Boston University experts found the 31km (19 mile) wide crater while studying satellite images of the area. It is more than twice the size of the next largest Saharan impact depression and more than 25 times the size of Arizona’s famous Meteor Crater.
The American team that found it says its sheer size may have helped it escape detection all these years.
The structure, which has an outer rim surrounding an inner ring, has been named “Kebira”, which means “large” in Arabic and also relates to the crater’s physical location on the northern tip of the Gilf Kebir region in southwest Egypt.
Water and wind erosion may also have helped hide its extra-terrestrial origin.
Meteor Crater is probably the most studied impact structure on Earth. The heat from this impact may be responsible for the extensive field of “Desert Glass”, yellow-green silica glass fragments found on the desert surface between the giant dunes of the Great Sand Sea in southwestern Egypt.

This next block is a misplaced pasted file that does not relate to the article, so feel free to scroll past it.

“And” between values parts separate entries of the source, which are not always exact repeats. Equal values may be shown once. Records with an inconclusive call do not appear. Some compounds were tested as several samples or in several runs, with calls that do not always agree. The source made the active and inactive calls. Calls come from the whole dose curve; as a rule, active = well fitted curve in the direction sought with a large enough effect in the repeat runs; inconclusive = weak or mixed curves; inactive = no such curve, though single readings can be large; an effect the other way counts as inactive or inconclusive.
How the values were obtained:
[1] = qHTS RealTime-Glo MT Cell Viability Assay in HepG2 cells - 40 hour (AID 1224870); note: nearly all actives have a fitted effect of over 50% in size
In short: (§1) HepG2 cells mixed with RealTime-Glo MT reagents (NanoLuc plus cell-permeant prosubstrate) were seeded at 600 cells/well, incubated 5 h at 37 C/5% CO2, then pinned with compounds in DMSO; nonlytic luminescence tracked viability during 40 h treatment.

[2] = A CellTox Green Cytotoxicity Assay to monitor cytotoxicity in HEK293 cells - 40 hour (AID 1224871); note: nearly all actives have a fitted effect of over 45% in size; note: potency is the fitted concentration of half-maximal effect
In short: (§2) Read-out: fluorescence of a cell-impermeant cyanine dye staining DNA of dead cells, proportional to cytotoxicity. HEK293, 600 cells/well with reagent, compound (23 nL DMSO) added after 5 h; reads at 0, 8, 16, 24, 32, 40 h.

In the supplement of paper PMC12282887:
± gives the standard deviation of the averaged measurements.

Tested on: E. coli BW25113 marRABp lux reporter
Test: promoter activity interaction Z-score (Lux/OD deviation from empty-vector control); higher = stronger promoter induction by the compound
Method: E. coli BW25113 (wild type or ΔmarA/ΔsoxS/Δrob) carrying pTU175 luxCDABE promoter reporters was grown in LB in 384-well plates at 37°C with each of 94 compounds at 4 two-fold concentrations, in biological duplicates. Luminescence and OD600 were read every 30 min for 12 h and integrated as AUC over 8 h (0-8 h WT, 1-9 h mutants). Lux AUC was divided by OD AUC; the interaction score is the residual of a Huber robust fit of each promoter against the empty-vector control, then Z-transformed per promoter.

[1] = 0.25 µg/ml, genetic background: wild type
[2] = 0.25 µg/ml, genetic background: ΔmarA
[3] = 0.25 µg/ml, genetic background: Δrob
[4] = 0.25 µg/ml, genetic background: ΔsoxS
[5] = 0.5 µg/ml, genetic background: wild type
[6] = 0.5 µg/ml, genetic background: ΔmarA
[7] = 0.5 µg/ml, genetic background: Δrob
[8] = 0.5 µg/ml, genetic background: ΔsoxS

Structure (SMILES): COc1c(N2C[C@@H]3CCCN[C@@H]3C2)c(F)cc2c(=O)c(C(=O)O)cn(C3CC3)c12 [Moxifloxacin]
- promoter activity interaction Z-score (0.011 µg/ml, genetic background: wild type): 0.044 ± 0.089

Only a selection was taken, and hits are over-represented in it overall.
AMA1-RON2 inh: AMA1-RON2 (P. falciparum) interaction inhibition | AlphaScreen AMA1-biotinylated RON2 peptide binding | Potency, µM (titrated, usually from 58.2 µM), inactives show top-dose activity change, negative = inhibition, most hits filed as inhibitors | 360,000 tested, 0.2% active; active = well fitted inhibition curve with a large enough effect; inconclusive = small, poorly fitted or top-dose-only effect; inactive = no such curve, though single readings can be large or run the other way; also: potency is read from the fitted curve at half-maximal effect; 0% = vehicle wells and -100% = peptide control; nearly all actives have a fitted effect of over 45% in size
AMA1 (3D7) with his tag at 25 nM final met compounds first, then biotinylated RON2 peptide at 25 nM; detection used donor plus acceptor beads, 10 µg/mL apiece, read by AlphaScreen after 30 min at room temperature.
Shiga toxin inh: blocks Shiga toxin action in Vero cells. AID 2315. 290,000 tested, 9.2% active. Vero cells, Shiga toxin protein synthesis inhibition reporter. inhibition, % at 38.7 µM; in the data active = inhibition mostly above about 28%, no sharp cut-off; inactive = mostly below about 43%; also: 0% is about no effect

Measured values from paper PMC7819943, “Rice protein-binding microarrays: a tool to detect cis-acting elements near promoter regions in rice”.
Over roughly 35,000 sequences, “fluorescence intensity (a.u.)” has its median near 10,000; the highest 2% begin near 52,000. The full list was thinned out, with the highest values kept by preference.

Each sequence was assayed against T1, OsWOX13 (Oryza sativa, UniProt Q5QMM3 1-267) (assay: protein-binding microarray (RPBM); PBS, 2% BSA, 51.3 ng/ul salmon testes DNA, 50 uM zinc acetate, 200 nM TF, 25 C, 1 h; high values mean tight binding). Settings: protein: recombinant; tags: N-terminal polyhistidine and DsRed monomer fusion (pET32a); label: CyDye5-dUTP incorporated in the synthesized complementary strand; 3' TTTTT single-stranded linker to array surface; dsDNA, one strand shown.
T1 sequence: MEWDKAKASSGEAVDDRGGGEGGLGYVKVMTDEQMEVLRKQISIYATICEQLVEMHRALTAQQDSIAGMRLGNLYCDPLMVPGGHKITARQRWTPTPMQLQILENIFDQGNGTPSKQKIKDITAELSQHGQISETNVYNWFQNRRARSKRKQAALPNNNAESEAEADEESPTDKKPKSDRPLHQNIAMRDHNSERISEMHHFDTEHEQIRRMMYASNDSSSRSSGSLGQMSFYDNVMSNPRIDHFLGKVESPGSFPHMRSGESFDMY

The crater’s vast area suggests the location may have been hit by a meteorite equivalent in size to the diameter of the famous Meteor (or Barringer) Crater in Arizona which is 1.2km across.
he impact would have wreaked devastation for hundreds of kilometres. – BBC
Some say these things are evidence of ancient nuclear wars by advanced lost civilizations.